Management

The operation of science and conservation cannot happen without infrastructure, and in some cases I had to lay the foundations of such basic physical and organisational structures and facilities from scratch (e.g., the Tethys Research Institute, the Centro Studi Cetacei) in order to operate. In other cases I was placed in a position to lead  and manage pre-existing organisations (ICRAM, Scientific Committee of ACCOBAMS, European Cetacean Society).

Having founded in 1986 the Tethys Research Institute, I was responsible for creating the vision and mission for the new institution, nurturing the organisation into a functioning and effective tool to promote marine science and conservation, training of a new generation of marine scientists, and progressively stabilising it to ensure its longevity.  One of the major tasks as leader of a research NGO was fundraising; this was achieved through private sponsors, public funding, the provision of services, the pioneering organisation of public fundraising through dolphin and whale “adoption” programmes, and accepting the participation of paying volunteers to Tethys’ field research programmes.

In 1985 I was one of the main actors responsible for the establishment of the Centro Studi Cetacei (CSC), a nation-wide organisation coordinating the collection of scientific information on the stranding of cetaceans and marine turtles along the coasts of Italy. I was the Centre’s first coordinator until 1990. During that period I devised a procedure for the relaying of the information on stranding events from the periphery to a centrally-located operations structure – which I had secured by obtaining an in-kind sponsorship from Europ Assistance Italia S.p.a. – and from the centre again to response teams, strategically located along the national coasts.

In 1996, having been nominated president of the Central Institute for Applied Marine Research (ICRAM, Istituto Centrale per la Ricerca Applicata al Mare), I had the opportunity of contributing to a comprehensive national strategy for marine protection, implementing programmes to achieve that vision under the auspices of the Institute. I ensured that the Institute fulfilled its tasks and duties based on the directives of relevant ministers, including the provision of scientific support to national institutions in the fields of marine conservation, management and policy (e.g., quality of the marine environment, protection of species and habitats, marine protected areas, sustainable fishing and aquaculture, management of environmentally hazardous activities at sea, etc.). During those years ICRAM underwent a substantial transformation, from a little-known local institute to a centre of excellence in several disciplines within the general area of marine protection. Under my presidency the Institute quadrupled its budget (to 13 million €), number of personnel (to >200), and output in terms of products, services and scientific publications; I secured as well new headquarters for the Institute in a location where it could appropriately expand, and equipped it with its first ocean-going research vessel, the R/V Astrea. ICRAM thus significantly increased its functionality and visibility, both on the national and the international scene.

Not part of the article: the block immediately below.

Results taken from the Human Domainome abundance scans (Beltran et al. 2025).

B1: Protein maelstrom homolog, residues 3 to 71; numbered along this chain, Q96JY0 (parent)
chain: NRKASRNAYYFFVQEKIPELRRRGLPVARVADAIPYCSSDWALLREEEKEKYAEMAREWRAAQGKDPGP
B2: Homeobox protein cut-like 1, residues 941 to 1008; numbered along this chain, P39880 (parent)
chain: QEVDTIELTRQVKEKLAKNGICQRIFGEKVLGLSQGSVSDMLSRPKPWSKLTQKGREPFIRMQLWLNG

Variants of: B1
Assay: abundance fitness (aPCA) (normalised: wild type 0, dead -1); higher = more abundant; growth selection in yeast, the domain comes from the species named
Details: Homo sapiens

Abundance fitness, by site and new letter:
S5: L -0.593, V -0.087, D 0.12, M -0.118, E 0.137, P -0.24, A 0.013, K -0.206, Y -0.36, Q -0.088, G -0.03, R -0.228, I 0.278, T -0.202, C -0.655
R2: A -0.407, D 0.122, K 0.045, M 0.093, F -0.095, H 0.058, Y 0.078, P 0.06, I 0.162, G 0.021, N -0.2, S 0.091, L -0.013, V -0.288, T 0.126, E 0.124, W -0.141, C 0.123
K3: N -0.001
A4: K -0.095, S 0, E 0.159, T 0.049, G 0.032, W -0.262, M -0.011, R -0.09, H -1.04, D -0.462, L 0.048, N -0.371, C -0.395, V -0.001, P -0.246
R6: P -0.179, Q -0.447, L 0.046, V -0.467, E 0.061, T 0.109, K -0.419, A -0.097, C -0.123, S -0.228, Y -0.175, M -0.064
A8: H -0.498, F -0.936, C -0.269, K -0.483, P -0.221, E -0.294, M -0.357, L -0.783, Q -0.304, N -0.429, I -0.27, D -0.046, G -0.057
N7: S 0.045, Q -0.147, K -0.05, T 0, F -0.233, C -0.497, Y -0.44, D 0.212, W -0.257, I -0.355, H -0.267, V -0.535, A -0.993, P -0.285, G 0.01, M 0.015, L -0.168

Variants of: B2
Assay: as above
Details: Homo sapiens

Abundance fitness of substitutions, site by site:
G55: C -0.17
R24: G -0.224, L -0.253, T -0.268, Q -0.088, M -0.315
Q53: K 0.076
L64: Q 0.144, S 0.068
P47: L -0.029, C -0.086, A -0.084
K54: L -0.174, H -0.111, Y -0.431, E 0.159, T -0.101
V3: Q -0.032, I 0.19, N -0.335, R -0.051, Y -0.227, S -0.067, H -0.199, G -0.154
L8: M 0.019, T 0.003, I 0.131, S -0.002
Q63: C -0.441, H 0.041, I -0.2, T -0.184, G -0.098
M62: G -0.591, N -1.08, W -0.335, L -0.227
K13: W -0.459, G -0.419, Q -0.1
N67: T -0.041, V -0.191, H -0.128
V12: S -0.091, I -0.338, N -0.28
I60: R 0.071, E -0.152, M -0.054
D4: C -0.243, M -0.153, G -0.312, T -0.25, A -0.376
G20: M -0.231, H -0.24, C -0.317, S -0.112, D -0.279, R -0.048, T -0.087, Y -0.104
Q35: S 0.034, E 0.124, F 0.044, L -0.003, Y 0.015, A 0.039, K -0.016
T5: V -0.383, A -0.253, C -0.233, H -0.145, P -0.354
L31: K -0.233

From October 2002 to December 2010 I served as chair of the Scientific Committee of the UNEP CMS Agreement on the Conservation of Cetaceans of the Black Sea, Mediterranean Sea and Contiguous Atlantic Area (ACCOBAMS). In such capacity I organised the work of the Committee and its annual meetings, and coordinated with the Agreement’s Secretariat and Bureau to provide scientific support to the Contracting Parties concerning cetacean conservation and management actions, and the establishment and implementation of an initial conservation programme of actions for the Mediterranean and Black Seas.

From 1993 to 1997 I served as president and chaired the Board of the European Cetacean Society, an international scientific society aimed at the promotion and coordination of scientific studies and conservation of cetaceans in Europe, and the gathering and dissemination of information to members and the general public. The ECS currently consists of more than 500 members from 24 European and 16 non-European countries. The society met five times during my presidency and nearly doubled its membership during that period.